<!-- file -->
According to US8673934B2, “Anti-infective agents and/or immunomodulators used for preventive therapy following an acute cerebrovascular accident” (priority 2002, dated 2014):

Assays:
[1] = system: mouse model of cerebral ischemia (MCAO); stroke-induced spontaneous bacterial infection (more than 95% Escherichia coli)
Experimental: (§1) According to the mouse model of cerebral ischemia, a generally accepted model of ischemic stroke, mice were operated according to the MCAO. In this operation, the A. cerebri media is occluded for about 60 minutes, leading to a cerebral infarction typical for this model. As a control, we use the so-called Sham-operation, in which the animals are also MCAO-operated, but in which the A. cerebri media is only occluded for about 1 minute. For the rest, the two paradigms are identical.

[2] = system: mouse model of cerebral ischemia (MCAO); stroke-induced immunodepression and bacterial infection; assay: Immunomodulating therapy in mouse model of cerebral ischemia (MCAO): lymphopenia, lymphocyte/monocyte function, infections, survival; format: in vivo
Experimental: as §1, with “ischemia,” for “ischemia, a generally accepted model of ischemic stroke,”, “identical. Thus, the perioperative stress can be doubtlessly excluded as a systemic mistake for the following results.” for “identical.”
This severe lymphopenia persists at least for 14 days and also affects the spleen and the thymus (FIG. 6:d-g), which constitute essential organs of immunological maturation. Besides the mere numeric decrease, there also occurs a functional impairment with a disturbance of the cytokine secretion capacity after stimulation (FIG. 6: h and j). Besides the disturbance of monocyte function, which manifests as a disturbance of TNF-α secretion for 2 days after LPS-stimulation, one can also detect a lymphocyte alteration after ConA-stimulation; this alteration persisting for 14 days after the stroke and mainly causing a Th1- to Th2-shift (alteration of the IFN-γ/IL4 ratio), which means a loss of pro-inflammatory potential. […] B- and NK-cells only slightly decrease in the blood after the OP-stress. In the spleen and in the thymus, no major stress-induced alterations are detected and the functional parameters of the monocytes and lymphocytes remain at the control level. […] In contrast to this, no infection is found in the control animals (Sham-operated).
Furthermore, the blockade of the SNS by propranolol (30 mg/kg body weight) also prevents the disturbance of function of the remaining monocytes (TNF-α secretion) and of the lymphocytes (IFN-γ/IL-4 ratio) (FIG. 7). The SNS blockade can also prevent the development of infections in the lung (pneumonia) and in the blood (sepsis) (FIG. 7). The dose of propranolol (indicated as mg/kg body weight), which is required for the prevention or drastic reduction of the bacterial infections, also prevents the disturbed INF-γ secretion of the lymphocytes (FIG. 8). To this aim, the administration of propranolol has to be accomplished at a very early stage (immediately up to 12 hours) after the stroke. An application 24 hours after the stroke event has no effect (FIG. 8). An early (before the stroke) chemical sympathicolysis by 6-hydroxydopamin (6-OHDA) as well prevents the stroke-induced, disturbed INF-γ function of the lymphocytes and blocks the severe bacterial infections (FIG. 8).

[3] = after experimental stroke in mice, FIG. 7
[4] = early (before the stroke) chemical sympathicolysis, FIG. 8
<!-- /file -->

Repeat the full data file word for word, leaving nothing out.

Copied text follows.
According to US8673934B2, “Anti-infective agents and/or immunomodulators used for preventive therapy following an acute cerebrovascular accident” (priority 2002, dated 2014):

Assays:
[1] = system: mouse model of cerebral ischemia (MCAO); stroke-induced spontaneous bacterial infection (more than 95% Escherichia coli)
Experimental: (§1) According to the mouse model of cerebral ischemia, a generally accepted model of ischemic stroke, mice were operated according to the MCAO. In this operation, the A. cerebri media is occluded for about 60 minutes, leading to a cerebral infarction typical for this model. As a control, we use the so-called Sham-operation, in which the animals are also MCAO-operated, but in which the A. cerebri media is only occluded for about 1 minute. For the rest, the two paradigms are identical.

[2] = system: mouse model of cerebral ischemia (MCAO); stroke-induced immunodepression and bacterial infection; assay: Immunomodulating therapy in mouse model of cerebral ischemia (MCAO): lymphopenia, lymphocyte/monocyte function, infections, survival; format: in vivo
Experimental: as §1, with “ischemia,” for “ischemia, a generally accepted model of ischemic stroke,”, “identical. Thus, the perioperative stress can be doubtlessly excluded as a systemic mistake for the following results.” for “identical.”
This severe lymphopenia persists at least for 14 days and also affects the spleen and the thymus (FIG. 6:d-g), which constitute essential organs of immunological maturation. Besides the mere numeric decrease, there also occurs a functional impairment with a disturbance of the cytokine secretion capacity after stimulation (FIG. 6: h and j). Besides the disturbance of monocyte function, which manifests as a disturbance of TNF-α secretion for 2 days after LPS-stimulation, one can also detect a lymphocyte alteration after ConA-stimulation; this alteration persisting for 14 days after the stroke and mainly causing a Th1- to Th2-shift (alteration of the IFN-γ/IL4 ratio), which means a loss of pro-inflammatory potential. […] B- and NK-cells only slightly decrease in the blood after the OP-stress. In the spleen and in the thymus, no major stress-induced alterations are detected and the functional parameters of the monocytes and lymphocytes remain at the control level. […] In contrast to this, no infection is found in the control animals (Sham-operated).
Furthermore, the blockade of the SNS by propranolol (30 mg/kg body weight) also prevents the disturbance of function of the remaining monocytes (TNF-α secretion) and of the lymphocytes (IFN-γ/IL-4 ratio) (FIG. 7). The SNS blockade can also prevent the development of infections in the lung (pneumonia) and in the blood (sepsis) (FIG. 7). The dose of propranolol (indicated as mg/kg body weight), which is required for the prevention or drastic reduction of the bacterial infections, also prevents the disturbed INF-γ secretion of the lymphocytes (FIG. 8). To this aim, the administration of propranolol has to be accomplished at a very early stage (immediately up to 12 hours) after the stroke. An application 24 hours after the stroke event has no effect (FIG. 8). An early (before the stroke) chemical sympathicolysis by 6-hydroxydopamin (6-OHDA) as well prevents the stroke-induced, disturbed INF-γ function of the lymphocytes and blocks the severe bacterial infections (FIG. 8).

[3] = after experimental stroke in mice, FIG. 7
[4] = early (before the stroke) chemical sympathicolysis, FIG. 8